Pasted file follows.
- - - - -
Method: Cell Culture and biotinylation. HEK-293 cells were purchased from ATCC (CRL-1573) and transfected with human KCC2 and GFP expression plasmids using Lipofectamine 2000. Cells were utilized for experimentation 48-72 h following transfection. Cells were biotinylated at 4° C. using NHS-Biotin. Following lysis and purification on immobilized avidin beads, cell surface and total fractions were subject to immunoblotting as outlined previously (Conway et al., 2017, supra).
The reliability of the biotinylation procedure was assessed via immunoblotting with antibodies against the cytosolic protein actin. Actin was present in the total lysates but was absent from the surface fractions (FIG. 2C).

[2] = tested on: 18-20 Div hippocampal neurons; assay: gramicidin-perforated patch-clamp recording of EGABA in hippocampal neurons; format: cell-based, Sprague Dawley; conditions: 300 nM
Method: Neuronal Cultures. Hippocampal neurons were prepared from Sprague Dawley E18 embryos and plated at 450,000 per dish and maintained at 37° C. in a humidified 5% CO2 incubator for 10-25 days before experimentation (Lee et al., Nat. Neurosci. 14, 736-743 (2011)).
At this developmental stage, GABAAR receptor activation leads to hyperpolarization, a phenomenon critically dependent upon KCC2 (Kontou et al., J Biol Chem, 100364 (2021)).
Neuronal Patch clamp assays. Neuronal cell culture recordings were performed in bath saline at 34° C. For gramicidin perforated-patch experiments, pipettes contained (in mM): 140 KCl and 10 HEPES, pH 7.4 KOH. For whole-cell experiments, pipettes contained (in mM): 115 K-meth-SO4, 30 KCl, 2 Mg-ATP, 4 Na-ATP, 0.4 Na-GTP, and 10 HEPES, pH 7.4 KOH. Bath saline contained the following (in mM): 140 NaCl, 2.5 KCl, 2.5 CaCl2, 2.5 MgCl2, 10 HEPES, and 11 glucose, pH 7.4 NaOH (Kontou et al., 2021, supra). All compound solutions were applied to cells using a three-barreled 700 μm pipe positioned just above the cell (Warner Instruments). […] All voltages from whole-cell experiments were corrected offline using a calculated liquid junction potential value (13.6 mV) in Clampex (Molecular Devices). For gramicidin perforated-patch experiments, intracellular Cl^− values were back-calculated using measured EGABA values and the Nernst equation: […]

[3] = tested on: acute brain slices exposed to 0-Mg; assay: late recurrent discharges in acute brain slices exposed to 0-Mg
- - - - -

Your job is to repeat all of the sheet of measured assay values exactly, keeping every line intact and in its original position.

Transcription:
Method: Cell Culture and biotinylation. HEK-293 cells were purchased from ATCC (CRL-1573) and transfected with human KCC2 and GFP expression plasmids using Lipofectamine 2000. Cells were utilized for experimentation 48-72 h following transfection. Cells were biotinylated at 4° C. using NHS-Biotin. Following lysis and purification on immobilized avidin beads, cell surface and total fractions were subject to immunoblotting as outlined previously (Conway et al., 2017, supra).
The reliability of the biotinylation procedure was assessed via immunoblotting with antibodies against the cytosolic protein actin. Actin was present in the total lysates but was absent from the surface fractions (FIG. 2C).

[2] = tested on: 18-20 Div hippocampal neurons; assay: gramicidin-perforated patch-clamp recording of EGABA in hippocampal neurons; format: cell-based, Sprague Dawley; conditions: 300 nM
Method: Neuronal Cultures. Hippocampal neurons were prepared from Sprague Dawley E18 embryos and plated at 450,000 per dish and maintained at 37° C. in a humidified 5% CO2 incubator for 10-25 days before experimentation (Lee et al., Nat. Neurosci. 14, 736-743 (2011)).
At this developmental stage, GABAAR receptor activation leads to hyperpolarization, a phenomenon critically dependent upon KCC2 (Kontou et al., J Biol Chem, 100364 (2021)).
Neuronal Patch clamp assays. Neuronal cell culture recordings were performed in bath saline at 34° C. For gramicidin perforated-patch experiments, pipettes contained (in mM): 140 KCl and 10 HEPES, pH 7.4 KOH. For whole-cell experiments, pipettes contained (in mM): 115 K-meth-SO4, 30 KCl, 2 Mg-ATP, 4 Na-ATP, 0.4 Na-GTP, and 10 HEPES, pH 7.4 KOH. Bath saline contained the following (in mM): 140 NaCl, 2.5 KCl, 2.5 CaCl2, 2.5 MgCl2, 10 HEPES, and 11 glucose, pH 7.4 NaOH (Kontou et al., 2021, supra). All compound solutions were applied to cells using a three-barreled 700 μm pipe positioned just above the cell (Warner Instruments). […] All voltages from whole-cell experiments were corrected offline using a calculated liquid junction potential value (13.6 mV) in Clampex (Molecular Devices). For gramicidin perforated-patch experiments, intracellular Cl^− values were back-calculated using measured EGABA values and the Nernst equation: […]

[3] = tested on: acute brain slices exposed to 0-Mg; assay: late recurrent discharges in acute brain slices exposed to 0-Mg